How to deal with news overload during the COVID-19 crisis

During the COVID-19 pandemic, it’s understandable that many of us are glued to our screens, scrolling through what can seem like endless newsfeeds, updates and headlines relating to the current crisis. Social media is now a window into current events all across the world, and when everyone’s attention is on one topic, it is understandable that consumers might reach ‘information overload’.

At Amnesty International we have extensive experience of dealing with traumatic stories and images - unfortunately this comes with the job of exposing human rights abuses. But experiencing these stories and images can cause what specialists call ‘vicarious trauma’, where we can feel real personal emotional responses to what we are viewing on our screens, even when it hasn’t directly happened to us. While vicarious trauma is a worst case scenario, it's very normal for everyone to be feeling some emotional distress at the moment, and we need to be aware of that and take care of ourselves and others.

If you are exposed to upsetting material your brain has the capacity to experience feelings of distress similar to those you would experience had you been there. Human brains are wired to try to protect us from anything that might be a threat to our safety, and when we see something shocking, our brains decide very quickly whether we are safe or whether we need to react. Chemicals like cortisol are released in the body to ready us for action. We sometimes call this response ‘fight, flight or freeze’. When experienced in everyday life, they can make us feel panicked, stressed, and unwell.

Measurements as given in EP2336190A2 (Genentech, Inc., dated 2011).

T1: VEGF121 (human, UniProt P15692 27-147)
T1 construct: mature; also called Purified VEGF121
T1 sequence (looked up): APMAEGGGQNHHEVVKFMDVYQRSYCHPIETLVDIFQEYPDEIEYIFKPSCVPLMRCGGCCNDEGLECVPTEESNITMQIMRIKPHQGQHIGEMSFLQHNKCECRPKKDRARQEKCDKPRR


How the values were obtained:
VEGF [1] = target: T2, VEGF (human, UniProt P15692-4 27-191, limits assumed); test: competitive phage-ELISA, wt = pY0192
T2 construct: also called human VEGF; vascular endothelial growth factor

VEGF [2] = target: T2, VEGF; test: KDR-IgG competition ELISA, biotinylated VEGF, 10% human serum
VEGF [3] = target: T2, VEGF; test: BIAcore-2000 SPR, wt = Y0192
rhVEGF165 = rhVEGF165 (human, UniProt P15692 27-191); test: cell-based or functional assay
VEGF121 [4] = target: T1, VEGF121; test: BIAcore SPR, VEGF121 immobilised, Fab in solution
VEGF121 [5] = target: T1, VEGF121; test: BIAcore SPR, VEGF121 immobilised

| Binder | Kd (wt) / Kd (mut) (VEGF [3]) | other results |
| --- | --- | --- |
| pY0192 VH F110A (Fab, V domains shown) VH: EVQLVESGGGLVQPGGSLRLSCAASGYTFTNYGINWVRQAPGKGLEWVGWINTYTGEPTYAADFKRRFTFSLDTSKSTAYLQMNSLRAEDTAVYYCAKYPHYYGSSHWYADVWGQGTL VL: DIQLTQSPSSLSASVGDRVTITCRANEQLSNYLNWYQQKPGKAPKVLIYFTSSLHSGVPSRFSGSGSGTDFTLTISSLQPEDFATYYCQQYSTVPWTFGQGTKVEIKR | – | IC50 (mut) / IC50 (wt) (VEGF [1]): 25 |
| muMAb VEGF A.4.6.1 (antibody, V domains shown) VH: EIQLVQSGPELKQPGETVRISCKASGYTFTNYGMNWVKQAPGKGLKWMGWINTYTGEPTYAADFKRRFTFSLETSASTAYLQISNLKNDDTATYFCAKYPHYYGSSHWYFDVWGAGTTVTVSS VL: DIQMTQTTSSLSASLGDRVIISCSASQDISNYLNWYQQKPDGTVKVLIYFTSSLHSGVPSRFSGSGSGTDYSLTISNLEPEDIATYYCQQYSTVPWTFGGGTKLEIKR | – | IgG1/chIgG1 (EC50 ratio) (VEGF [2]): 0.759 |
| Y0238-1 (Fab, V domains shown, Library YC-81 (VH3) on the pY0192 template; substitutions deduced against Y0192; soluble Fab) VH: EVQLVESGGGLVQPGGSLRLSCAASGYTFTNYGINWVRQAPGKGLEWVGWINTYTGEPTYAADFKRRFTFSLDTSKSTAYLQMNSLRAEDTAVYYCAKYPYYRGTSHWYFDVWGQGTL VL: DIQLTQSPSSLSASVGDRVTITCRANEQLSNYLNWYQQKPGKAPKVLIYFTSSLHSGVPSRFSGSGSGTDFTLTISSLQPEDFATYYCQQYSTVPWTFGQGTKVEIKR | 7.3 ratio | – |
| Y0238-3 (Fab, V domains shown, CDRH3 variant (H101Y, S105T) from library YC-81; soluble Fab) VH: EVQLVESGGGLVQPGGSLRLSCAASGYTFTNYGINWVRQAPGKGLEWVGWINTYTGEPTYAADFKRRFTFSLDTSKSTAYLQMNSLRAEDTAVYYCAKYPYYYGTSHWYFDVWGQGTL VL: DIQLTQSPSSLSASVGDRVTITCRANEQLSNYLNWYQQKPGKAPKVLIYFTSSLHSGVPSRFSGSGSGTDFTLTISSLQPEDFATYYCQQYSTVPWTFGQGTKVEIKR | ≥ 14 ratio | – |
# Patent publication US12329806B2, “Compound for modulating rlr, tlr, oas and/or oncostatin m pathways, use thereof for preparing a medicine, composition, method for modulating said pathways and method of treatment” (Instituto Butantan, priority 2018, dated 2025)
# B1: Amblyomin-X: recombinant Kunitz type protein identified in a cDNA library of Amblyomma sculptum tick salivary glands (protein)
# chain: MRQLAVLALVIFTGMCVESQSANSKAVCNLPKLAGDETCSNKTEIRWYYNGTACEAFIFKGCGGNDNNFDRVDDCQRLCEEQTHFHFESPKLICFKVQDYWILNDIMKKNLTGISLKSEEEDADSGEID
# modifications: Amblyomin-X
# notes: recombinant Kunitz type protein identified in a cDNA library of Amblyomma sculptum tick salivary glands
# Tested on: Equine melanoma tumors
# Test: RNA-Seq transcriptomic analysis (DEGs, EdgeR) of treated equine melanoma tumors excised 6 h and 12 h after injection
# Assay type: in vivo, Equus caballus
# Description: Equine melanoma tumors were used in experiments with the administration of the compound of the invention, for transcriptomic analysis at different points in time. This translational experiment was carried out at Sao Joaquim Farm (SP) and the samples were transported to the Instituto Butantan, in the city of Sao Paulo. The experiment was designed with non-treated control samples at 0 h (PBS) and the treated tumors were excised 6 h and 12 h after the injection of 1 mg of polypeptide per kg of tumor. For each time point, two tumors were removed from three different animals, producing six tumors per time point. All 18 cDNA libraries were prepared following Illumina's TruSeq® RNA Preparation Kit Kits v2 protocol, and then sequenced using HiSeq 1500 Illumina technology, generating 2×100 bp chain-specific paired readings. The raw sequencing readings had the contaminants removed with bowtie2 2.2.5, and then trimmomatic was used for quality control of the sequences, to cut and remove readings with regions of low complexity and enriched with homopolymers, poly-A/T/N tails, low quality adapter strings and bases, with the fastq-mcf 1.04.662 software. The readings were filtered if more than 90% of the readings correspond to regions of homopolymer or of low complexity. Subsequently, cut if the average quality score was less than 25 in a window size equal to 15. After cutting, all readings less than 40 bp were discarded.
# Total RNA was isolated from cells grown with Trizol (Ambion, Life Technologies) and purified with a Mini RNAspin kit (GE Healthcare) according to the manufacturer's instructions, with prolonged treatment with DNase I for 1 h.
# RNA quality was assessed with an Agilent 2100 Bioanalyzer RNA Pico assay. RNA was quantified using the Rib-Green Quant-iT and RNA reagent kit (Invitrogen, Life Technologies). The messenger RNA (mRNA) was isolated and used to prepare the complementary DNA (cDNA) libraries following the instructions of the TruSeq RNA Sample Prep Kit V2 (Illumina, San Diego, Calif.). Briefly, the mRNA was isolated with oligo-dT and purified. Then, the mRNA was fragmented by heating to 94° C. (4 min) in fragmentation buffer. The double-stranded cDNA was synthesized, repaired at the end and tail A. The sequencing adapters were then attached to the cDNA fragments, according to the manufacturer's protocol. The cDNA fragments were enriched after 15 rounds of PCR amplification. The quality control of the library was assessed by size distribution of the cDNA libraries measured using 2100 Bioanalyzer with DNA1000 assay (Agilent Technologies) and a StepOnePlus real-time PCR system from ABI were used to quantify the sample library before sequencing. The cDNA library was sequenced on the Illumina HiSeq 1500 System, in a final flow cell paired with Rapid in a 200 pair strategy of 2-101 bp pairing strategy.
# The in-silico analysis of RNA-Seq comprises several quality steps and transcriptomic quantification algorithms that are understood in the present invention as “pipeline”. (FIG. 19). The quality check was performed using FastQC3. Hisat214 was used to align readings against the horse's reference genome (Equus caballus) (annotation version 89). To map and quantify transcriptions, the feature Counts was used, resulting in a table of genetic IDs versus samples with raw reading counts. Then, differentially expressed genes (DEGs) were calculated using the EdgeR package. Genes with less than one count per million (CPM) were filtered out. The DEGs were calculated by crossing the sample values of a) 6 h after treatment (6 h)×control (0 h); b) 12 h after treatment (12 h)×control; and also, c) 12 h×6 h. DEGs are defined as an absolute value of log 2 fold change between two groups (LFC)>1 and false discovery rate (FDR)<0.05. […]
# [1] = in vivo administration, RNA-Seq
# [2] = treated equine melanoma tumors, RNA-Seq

Just as Amnesty understands the need to mitigate the impact of viewing distressing material, everyone needs to look after themselves in this digital age when they have been exposed to disturbing or upsetting content for long periods at a time. While it’s good to keep in mind that each person is different, and will find different coping mechanisms helpful, here are some suggestions that might work for you:

Recognise the problem

It can be easy to dismiss signs that you are being affected by emotional distress but if you feel that your mood and behaviour are shifting because you’re consuming material which is making you worried, angry or stressed, give yourself the space you need to acknowledge this. Allow yourself time to process your experiences.